In November, 21-year-old Connor Neurauter pleaded guilty in a Kamloops court to one count of sexual interference with a minor. Neurauter started serving his sentence on January 4., but was allowed to interrupt the sentence to finish up the school year.
More than 50,000 people have signed an online petition calling on the university to expel Neurauter.
University Provost Dru Marshall said the situation is complicated and hard, but the crime took place before Neurauter was enrolled as a student.
The school's policy on sexual violence says students and staff "alleged to have perpetrated sexual violence may be subject to the University's administrative processes and discipline systems in addition to the civil or criminal legal system".
"We recognize that the University of Calgary was not aware of Neurauter's delayed sentence and that they were not at fault in this injustice", the group said in a statement to the Gauntlet student newspaper.
"In a egregious move by the courts, his sentence has been postponed until May so Neurauter can finish this semester at the University of Calgary", reads the petition.
"There were a number of safety concerns that we took into account in our decision", she said Friday."We know that victims of sexual violence ... may have been triggered by this incident and we were also anxious about his safety, given some of the commentary on social media". Much of the case is covered by a publication ban, but it's known that the incident involved nude photos of a 13-year-old girl when Neurauter was 18. Another charge of possessing child pornography was later dismissed.
As for any threats provoked by the controversy, Marshall said, "there have been discussions on social media, but there have been no direct threats the university has seen".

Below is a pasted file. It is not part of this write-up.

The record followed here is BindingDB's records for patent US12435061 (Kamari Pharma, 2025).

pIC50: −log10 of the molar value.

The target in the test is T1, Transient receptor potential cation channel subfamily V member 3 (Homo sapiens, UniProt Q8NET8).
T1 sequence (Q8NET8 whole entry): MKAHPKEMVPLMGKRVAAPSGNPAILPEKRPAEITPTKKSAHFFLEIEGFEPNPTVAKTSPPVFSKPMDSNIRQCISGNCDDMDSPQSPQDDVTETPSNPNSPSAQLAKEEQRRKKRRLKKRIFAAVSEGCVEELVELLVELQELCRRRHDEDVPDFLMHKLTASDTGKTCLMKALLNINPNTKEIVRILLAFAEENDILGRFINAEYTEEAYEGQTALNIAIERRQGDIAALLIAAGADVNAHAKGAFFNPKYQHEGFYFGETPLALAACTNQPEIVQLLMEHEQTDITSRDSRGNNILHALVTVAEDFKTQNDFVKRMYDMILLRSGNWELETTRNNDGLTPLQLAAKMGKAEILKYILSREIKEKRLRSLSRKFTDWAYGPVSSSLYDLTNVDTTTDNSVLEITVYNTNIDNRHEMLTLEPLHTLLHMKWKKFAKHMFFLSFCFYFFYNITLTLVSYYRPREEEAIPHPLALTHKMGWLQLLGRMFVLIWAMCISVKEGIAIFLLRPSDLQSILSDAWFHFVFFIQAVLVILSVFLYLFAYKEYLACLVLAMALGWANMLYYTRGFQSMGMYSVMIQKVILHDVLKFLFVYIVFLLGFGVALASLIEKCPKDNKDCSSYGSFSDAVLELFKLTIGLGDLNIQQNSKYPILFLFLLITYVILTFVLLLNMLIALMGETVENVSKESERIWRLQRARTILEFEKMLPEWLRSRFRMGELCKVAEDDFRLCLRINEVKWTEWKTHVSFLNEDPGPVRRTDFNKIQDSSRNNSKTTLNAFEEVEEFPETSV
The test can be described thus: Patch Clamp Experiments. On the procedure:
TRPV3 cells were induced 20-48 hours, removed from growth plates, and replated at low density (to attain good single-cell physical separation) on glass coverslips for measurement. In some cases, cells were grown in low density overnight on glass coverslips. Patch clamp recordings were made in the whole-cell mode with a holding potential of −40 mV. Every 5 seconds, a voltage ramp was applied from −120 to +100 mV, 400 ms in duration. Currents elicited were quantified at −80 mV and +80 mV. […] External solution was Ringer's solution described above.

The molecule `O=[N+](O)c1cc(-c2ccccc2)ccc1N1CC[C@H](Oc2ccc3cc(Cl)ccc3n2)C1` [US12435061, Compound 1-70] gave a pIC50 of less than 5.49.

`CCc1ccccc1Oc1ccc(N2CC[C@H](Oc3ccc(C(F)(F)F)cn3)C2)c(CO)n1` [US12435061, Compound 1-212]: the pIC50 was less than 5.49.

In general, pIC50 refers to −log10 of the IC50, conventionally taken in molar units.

Kaitlyn Casswell started an online petition to expel Neurauter from the university.
The mother of the victim supports the petition and she believes the judge gave special treatment to Neurauter.
His mother, Susan Neurauter, said the university asked him to stay off campus, in part for his own safety.
"We can't be swayed necessarily by public opinion", said Marshall.
Ahead of the decision from U of C, an expert who works with survivors of sexual violence said the judge's decision sends a message that victims may not be taken seriously.
"He made the decision to go to school well after this had taken place just in effort to get his life on track".
U of C student and former sex assault victim Mandy Gillis said she's alarmed that the university is allowing a convicted sex offender to finish his studies on campus.
In a country with a reporting rate of six per cent when it comes to sex crimes, stories like Neurauter's may discourage more from coming forward, she said.
"He's very remorseful ... he's learned his lesson", Neurauter added. He didn't rape anyone. She said many adjournments and delays were granted to Neurauter to adjust his hockey and school schedules. He's gone to counselling.
"We're now working with Connor to discuss how he might do that", said Marshall.